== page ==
Since the transformation of raw materials from the dissolved state into a solid state is also crucial in the sol-gel method, gelation, as well as solidification, determines the particle size of the product. To gain the nanomaterial, the agglomeration should be avoided by controlling carefully the process of both gelation and solidification as well as that of thermal treatment.

1.3 Typical property of photocatalyst

In heterogeneous photocatalytic processes, the semiconductors used are chalcogenide-type semiconductor materials (oxides, TiO2, ZnO, ZrO, and CeO2, or sulfides, ZnS and CdS). Semiconductors can be used as photocatalyst because they have a void energy region called band-gap energy, which lies between the conduction band boundary (LUMO) and the valence band (HOMO) that does not provide energy for promoting recombination of electrons and holes produced by a photoactivation in these semiconductors.

This semiconductor will function as a catalyst if it is illuminated with photons that have energy that is equal to or more than the energy bandgap (Eg) of the semiconductor used (hv ≥ Eg). Induction by these rays will excite the electrons (from the valence to the conduction band) in semiconductor materials [46]. As a result of the photon illumination, the formation of electron pairs (e) and holes (h+) which are separated into free photoelectrons in the conduction band and photo hole in the valence band is ready to trigger the reaction as shown in Figure 2.

Figure 2.

Band-gap energy diagram in the photocatalytic process ([47].

The reaction that occurs in this event is:

Semiconductor + e CB + h VB +

There are several possibilities that occur in electron-hole pairs, namely:

  1. Some pairs recombine in particles (volume recombination).

  2. Electron-hole pairs recombine on the surface (surface recombination) or in bulk particles in just a few nanoseconds (energy is lost as heat).

    The electron-hole pair recombination reaction can be written as follows:

    Semiconductor e CB + h + VB semiconductor + heat

  3. Each electron pair can react with donor species (D) and acceptor (A), which are adsorbed on the particle surface. In other words, the electrons in the conduction band that reach the surface will reduce the substrate (A) or solvent on the surface of the particles, while the holes in the valence band will oxidize the substrate (D) either directly or indirectly through hydroxyl radical formation. This phenomenon follows the reaction equation as follows:

+ semiconductor e + h +
A ads + e A ads
D ads + h + D + ads

Some possible reactions that can occur with radical ions formed (A and D+) include:

  1. A and D+ react between fellow radical ions or react with adsorbates (species adsorbed to the surface).

  2. A and D+ combine by transferring the electron back to form an excited state from one of the reactants or releasing heat.

  3. A and D+ diffuse from the surface of the semiconductor and participate in chemical reactions that occur in the solution medium.

In general, the process of the occurrence of a photocatalytic reaction based on the energy-gap concept indicates the difference in HOMO energy (the top band of valence contains electrons) and LUMO (the lowest band of conduction without electrons) that must be passed. In other words, the promotion of electrons from the top band of valence to the lowest band of conduction requires minimum energy equivalent to its band-gap energies. If the energy owned is zero or larger than 4 eV, owned are zero or large (>4 eV), then each is a metal or insulator, whereas semiconductor has energy between these values. Furthermore, the band-gap energy is classified as direct and indirect. Direct means that the minimum energy from the lowest band of conduction is just above the maximum energy of the valence band at the same momentum of crystals. If the condition is not so, it is called indirect band-gap energy. The range of band-gap energy possessed by a material will determine the type of energy that will be used so that a photocatalytic reaction can occur. The type of energy can be used for the reaction as shown in Figure 3.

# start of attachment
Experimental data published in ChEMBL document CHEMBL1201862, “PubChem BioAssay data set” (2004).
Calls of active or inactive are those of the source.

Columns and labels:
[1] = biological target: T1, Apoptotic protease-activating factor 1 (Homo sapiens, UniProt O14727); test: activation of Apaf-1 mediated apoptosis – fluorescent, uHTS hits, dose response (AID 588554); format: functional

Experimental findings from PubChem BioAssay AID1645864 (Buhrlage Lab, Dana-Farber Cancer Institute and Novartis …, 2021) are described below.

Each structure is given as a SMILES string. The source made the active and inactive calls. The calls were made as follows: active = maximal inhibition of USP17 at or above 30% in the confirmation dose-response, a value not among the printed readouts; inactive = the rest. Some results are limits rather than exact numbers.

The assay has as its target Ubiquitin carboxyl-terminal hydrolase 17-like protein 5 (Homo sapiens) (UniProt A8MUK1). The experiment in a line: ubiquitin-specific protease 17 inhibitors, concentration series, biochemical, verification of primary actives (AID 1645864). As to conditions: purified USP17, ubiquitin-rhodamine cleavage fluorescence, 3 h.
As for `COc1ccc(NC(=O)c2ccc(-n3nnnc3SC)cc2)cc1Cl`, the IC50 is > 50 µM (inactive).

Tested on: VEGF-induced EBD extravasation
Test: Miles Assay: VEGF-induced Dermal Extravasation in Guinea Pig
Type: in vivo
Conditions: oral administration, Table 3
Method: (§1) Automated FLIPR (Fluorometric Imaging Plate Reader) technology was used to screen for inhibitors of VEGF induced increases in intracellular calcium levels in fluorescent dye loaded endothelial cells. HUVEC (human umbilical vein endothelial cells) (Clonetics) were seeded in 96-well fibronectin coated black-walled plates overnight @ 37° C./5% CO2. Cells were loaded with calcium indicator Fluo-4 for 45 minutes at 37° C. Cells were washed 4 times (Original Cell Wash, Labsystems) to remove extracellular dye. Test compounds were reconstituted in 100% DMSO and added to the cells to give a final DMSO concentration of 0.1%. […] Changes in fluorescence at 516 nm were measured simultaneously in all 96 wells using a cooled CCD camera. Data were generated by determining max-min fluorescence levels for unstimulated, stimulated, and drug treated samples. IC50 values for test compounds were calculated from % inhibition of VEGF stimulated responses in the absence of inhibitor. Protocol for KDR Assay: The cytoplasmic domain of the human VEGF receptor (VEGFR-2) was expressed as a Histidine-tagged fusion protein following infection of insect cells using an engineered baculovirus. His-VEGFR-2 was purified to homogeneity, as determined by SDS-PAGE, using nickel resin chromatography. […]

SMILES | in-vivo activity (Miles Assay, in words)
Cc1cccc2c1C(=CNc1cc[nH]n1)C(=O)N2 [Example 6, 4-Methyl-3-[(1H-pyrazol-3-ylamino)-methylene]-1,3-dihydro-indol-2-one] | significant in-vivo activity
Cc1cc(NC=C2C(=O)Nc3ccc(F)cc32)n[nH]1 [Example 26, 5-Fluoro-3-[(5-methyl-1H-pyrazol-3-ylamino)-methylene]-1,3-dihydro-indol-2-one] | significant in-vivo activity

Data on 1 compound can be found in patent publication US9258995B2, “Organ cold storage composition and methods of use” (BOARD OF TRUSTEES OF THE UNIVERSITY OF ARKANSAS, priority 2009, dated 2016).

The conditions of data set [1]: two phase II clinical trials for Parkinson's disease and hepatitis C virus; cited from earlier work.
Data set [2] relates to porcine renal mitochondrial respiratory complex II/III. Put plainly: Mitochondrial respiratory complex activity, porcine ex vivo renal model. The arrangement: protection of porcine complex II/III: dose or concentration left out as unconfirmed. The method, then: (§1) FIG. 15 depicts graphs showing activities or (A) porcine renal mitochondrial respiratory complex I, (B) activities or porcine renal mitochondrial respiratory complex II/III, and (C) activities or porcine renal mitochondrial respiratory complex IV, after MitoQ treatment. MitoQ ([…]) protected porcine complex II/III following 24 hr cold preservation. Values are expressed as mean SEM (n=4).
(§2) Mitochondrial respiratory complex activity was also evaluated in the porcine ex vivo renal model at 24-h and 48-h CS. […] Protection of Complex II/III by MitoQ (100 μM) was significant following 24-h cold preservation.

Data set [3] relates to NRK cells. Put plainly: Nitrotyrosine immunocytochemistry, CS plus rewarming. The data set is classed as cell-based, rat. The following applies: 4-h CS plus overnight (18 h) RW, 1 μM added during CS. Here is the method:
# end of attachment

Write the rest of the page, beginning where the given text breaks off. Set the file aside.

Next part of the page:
Figure 3.

Schematic radiation energy of electromagnetic wavelength.

In principle, all light electromagnetic waves can be used as an energy source for a chemical reaction process. So far, light that can be used as a trigger for chemical reactions through electron transfer from the HOMO to the LUMO level in the degradation and/or breaking of a compound bond into an environmentally friendly product is visible and ultraviolet.

Visible radiation is often used to degrade toxic compounds of dyes since the waste of dyes which is channeled directly into a river or sea body will have a negative effect on aquatic biota. In general, visible light radiation has a wavelength range of 400—800 nm. In other words, the energy needed to break the chemical bonds of a compound is low. Generally, these dyes are compounds that have chromophore groups, such as methine, nitro, azo, anthraquinone, triarylmethane, and phthalocyanine groups. In fact, dyes used in industry can be either natural compounds or syntheses.

Ultraviolet radiation has a high ability to breakdown the bond and cause decomposition because of its high energy compared to infrared radiation and visible light [48]. Sources of ultraviolet radiation can be obtained from sunlight or artificial light. Ultraviolet (UV) radiation of the sun is electromagnetic energy with wavelengths between 200 and 400 nm and has more energy than visible light. Based on its wavelength, solar UV radiation is divided into:

  1. UVA with a wavelength of 320—400 nm is a high wavelength and emits radiation of constant magnitude throughout the year. This radiation can cause premature aging of the skin.

  2. UVB with a wavelength of 280–320 nm is a shorter wavelength and is more intense than UVA. UVB is more strongly absorbed by several biomolecular pollutants.